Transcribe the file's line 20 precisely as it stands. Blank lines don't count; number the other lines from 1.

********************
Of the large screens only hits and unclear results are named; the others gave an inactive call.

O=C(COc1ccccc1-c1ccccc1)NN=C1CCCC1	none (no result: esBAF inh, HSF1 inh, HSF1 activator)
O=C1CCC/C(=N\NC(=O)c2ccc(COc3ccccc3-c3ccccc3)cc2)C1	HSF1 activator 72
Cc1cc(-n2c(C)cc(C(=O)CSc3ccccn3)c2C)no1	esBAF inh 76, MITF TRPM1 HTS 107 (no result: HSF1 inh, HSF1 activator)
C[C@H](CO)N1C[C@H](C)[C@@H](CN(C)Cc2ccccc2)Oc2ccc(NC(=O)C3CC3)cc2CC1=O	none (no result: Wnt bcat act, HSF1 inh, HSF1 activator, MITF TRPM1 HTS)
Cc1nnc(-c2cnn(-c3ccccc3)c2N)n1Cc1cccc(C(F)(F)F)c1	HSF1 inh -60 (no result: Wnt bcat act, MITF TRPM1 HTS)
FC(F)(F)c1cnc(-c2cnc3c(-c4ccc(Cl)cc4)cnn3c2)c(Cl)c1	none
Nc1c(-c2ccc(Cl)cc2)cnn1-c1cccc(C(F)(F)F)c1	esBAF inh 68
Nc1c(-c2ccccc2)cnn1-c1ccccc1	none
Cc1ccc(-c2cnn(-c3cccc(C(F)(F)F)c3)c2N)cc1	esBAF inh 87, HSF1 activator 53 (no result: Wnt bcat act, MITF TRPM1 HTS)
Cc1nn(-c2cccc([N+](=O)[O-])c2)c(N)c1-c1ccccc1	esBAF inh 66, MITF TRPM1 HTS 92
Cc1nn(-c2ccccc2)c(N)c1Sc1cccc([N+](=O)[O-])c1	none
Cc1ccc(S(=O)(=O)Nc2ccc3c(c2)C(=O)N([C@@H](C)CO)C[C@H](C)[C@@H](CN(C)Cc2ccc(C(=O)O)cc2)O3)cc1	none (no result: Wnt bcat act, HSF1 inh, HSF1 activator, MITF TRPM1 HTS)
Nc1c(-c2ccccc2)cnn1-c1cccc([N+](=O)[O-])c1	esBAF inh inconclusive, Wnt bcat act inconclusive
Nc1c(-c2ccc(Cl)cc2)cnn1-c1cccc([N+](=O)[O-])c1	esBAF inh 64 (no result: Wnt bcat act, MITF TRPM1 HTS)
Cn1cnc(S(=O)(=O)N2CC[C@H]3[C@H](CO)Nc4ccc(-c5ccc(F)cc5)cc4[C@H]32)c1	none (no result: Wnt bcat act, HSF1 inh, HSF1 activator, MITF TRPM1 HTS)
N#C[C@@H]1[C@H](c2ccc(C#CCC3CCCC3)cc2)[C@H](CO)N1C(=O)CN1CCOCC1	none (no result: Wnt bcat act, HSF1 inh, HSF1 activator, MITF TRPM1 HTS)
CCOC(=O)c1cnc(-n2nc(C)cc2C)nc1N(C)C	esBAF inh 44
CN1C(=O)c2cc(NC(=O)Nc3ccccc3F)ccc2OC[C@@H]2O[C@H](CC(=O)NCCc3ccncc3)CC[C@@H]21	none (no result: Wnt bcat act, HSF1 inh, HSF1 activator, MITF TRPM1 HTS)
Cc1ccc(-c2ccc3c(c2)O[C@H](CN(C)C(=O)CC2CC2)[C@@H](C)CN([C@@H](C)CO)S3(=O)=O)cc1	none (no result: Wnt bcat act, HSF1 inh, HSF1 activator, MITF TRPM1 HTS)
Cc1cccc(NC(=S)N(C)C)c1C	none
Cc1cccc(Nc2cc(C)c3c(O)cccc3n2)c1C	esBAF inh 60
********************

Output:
Cc1ccc(-c2ccc3c(c2)O[C@H](CN(C)C(=O)CC2CC2)[C@@H](C)CN([C@@H](C)CO)S3(=O)=O)cc1	none (no result: Wnt bcat act, HSF1 inh, HSF1 activator, MITF TRPM1 HTS)